1. Introduction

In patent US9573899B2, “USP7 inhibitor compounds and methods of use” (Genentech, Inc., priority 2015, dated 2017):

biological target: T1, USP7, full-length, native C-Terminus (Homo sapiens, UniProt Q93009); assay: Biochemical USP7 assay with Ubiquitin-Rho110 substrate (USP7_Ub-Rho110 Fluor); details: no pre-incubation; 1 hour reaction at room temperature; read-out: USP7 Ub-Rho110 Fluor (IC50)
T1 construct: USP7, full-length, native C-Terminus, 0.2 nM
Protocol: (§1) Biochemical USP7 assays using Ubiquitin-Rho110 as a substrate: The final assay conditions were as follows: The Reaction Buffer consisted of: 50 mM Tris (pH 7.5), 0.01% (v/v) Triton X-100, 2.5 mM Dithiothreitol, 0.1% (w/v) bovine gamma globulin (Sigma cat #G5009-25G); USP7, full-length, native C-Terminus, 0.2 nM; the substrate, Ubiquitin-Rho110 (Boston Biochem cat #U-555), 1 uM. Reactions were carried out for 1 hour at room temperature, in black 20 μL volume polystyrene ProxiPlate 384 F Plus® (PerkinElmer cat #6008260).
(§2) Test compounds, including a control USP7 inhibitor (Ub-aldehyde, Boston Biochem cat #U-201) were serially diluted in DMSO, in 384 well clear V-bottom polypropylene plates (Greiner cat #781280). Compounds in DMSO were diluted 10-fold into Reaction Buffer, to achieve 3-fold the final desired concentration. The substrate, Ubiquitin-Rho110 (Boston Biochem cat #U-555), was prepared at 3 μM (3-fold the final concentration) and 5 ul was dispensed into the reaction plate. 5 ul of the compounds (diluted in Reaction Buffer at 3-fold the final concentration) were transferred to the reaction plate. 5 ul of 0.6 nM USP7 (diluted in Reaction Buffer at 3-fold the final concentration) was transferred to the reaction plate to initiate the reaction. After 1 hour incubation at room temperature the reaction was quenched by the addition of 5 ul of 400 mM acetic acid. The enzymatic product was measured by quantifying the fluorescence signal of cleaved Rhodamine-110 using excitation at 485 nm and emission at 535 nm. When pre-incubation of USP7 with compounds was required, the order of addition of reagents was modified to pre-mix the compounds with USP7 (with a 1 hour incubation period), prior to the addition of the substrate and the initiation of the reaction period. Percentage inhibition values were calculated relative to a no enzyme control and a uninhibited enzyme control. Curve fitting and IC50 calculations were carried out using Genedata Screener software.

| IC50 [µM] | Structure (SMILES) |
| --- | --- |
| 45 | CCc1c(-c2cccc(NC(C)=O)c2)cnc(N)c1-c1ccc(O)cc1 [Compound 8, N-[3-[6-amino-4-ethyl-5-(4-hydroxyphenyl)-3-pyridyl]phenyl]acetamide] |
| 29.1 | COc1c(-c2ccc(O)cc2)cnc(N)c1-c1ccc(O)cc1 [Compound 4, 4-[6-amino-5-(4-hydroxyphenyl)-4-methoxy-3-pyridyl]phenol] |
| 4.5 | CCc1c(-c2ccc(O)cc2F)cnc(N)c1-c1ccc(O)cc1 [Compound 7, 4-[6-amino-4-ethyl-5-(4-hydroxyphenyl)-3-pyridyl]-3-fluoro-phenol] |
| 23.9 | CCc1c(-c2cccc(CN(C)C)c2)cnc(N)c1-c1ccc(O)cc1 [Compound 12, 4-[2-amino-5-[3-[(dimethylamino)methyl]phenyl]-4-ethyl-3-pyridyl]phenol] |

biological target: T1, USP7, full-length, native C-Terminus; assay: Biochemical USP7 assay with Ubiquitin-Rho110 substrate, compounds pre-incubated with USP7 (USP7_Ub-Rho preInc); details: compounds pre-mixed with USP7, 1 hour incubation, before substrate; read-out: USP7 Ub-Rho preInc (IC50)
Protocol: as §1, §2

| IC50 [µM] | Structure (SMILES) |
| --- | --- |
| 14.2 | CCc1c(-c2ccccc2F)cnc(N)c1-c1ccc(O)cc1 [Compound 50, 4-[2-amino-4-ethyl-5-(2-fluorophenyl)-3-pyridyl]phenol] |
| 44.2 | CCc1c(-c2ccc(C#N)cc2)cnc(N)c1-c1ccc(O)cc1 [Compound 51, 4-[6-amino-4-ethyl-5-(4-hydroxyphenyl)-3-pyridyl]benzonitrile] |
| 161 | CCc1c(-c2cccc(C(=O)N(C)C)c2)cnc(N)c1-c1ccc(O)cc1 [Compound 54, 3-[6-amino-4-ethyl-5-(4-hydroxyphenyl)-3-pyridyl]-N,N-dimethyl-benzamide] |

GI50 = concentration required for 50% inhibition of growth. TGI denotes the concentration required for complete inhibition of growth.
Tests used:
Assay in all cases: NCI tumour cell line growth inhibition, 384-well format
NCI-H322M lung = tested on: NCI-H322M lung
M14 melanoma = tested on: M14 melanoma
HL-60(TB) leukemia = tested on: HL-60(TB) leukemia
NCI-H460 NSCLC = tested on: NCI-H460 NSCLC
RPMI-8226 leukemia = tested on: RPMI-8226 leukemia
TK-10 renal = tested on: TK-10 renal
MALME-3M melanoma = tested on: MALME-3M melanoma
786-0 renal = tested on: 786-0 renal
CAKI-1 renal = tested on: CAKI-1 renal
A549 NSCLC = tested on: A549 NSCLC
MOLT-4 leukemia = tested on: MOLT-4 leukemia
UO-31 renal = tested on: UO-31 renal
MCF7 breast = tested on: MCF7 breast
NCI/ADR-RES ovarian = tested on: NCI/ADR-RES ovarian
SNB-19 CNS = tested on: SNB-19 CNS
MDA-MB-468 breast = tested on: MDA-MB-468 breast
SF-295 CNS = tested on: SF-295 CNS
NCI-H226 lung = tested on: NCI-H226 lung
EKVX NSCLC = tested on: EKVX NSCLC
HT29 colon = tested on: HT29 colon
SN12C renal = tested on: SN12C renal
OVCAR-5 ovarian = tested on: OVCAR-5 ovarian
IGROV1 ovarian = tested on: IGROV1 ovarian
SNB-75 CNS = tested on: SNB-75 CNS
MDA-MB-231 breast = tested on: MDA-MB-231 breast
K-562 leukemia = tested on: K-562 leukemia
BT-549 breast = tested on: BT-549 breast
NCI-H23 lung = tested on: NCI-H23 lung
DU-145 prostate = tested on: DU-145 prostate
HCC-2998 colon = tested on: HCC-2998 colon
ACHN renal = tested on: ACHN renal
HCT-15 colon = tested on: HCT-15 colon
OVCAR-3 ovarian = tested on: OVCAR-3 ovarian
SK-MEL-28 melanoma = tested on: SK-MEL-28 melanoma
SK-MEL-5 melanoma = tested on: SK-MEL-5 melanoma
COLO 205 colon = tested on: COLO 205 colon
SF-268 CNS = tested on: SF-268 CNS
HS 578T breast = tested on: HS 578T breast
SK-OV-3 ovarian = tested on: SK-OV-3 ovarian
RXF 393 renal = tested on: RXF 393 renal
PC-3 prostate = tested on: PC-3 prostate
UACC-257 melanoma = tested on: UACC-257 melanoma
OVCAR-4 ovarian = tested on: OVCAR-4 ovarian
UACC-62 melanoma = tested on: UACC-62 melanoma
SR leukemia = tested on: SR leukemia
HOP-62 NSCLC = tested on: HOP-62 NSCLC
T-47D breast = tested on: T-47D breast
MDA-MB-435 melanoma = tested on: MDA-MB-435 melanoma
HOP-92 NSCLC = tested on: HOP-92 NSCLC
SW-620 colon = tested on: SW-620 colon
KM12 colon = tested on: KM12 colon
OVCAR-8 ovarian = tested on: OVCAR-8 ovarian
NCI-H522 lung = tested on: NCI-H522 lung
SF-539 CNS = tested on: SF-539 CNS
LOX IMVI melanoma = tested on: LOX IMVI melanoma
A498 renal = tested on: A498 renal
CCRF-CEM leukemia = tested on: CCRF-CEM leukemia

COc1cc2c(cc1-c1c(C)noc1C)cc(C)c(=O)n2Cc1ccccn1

Organic photovoltaic (OPV) devices show great potential for commercialization in this decade, due to the huge progress in power conversion efficiency [1]. In addition, the capability of flexible manufacturing processes promotes the versatility of OPV devices [2]. In principle, OPV devices could be sorted by photoactive material, into polymer-based and small molecular systems [35]. A polymer-based OPV device is usually fabricated using the solution process, which enables the blend of the donor and acceptor to form the interpenetrating network for the large dissociation area [5]. With morphological manipulation through the annealing treatment, the phase separation of donor and acceptor can be controlled to enhance the extraction of photocurrent [6, 7]. Thus, high power conversion efficiencies (PCEs) of more than 6% have been reported extensively in the recent years [811]. In contrast, the efficiency of small molecule OPV devices is much lower compared with their polymeric counterparts, particularly with regard to the short-circuit current density (), due to the smaller interfacial area between the donor and acceptor in the planar heterojunction, usually seen in thermal evaporation systems [1214]. Therefore, employing bulk heterojunction in small molecular OPV devices is required for high performance of the devices.